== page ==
^{1, 2}

^{1}

^{2}

We abstract the definition of the Costas property in the context of a group and study specifically dense
Costas sets (named Costas clouds) in groups with the topological property that they are dense in themselves:
as a result, we prove the existence of nowhere continuous dense bijections that satisfy the Costas property on

Costas arrays are square arrangements of dots and blanks such that there is exactly one dot per row and column (i.e., permutation arrays), and such that no four dots form a parallelogram and no three dots on the same straight line are equidistant. They arose in the 1960s in connection with the development of SONAR/RADAR frequency-hopped waveforms with ideal autocorrelation properties [

Golomb rulers are 1D analogs of Costas arrays: they are linear arrangements of dots and blanks such that no distance between pairs of dots is repeated. The term “ruler’’ arises from the equivalent visualization as a ruler with markings at the integers, where the dots correspond to those markings that get selected. Golomb rulers are, in fact, older than Costas arrays themselves, originally described as Sidon sets, namely, sets of integers whose pairwise sums are all distinct (a moment's reflection shows that the two definitions are completely equivalent).

A deeper study of the Costas property, which we attempt in this work, reveals that it requires surprisingly little, namely, only an underlying algebraic group structure. After recognizing that some parts of the definition of a Costas array are actually additional, peripheral requirements, imposed for convenience by the nature of the engineering application, but not essential (even for the application itself), we show that Costas arrays and Golomb rulers are essentially instantiations of the same concept/property over different groups.

Though this approach opens the door for the study of “exotic’’ Costas structures on arbitrary algebraic groups (possibly nonAbelian), we restrict our attention almost immediately on groups with the analytic property of being dense in themselves, and in particular the fields

An example of a Costas array of order 27: note the haphazard positioning of its dots.

In a previous work [

In this work, which can be construed as a continuation of [

We denote the set of the first

In this section we provide an overview of the Costas property and, at the same time, an appropriate generalization to an arbitrary group; usually the Costas property is defined on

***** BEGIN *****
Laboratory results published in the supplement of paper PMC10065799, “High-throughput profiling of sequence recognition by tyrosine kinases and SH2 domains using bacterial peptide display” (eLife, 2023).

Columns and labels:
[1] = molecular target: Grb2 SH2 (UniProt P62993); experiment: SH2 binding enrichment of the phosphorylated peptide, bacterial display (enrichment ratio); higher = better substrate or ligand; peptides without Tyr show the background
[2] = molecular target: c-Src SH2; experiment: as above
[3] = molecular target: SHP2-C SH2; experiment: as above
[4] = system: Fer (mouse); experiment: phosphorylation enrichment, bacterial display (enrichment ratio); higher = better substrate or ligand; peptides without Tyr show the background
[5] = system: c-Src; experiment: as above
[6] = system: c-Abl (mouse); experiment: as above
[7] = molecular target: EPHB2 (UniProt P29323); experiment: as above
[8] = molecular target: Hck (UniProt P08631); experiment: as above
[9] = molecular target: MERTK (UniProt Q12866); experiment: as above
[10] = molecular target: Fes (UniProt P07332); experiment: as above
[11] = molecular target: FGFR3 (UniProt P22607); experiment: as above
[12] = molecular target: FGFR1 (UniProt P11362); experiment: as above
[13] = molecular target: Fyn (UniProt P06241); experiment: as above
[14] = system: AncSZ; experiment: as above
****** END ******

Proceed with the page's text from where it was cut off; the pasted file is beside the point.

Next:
Let

Let

The elements of

Let

The usual definition of a Costas bijection uses

Similarly, the definition of a Golomb ruler uses

Historically, the Costas property has been construed to include bijectivity: this is because the original engineering application that introduced Costas arrays does not benefit any further from nonbijective Costas sets, namely, Costas arrays with two or more dots on the same row or column, though such Costas arrays can still be used successfully [

A direct consequence of the definition is that for all

We finally specialize the definition of a Costas set on groups that are dense in themselves.

Let

In particular, Costas clouds can exist in

Two algebraic construction methods exist for Costas permutations [

Let

The reason for the presence of

Let

Golomb rulers, though bearing the name of Professor S. Golomb, were originally described by W. C. Babcock in the context of an application in telecommunications [

Definition

Let

The sum version corresponds to Sidon sets, the difference version to Golomb rulers: they are obviously equivalent. What is the relation between

Though they will not be needed further in this work, and for the sake of completeness only, we also present some construction methods for Golomb rulers. Note that, contrary to the case of Costas arrays, where the order specifies the number of dots, the definition of a Golomb ruler does not relate the length to the number of markings in any way. Needless to say, construction methods for Golomb rulers considered to be of interest tend to produce reasonably densely populated Golomb rulers, and, in particular, families that asymptotically satisfy (

For every prime

The approximate asymptotic length of such a Golomb ruler with

Let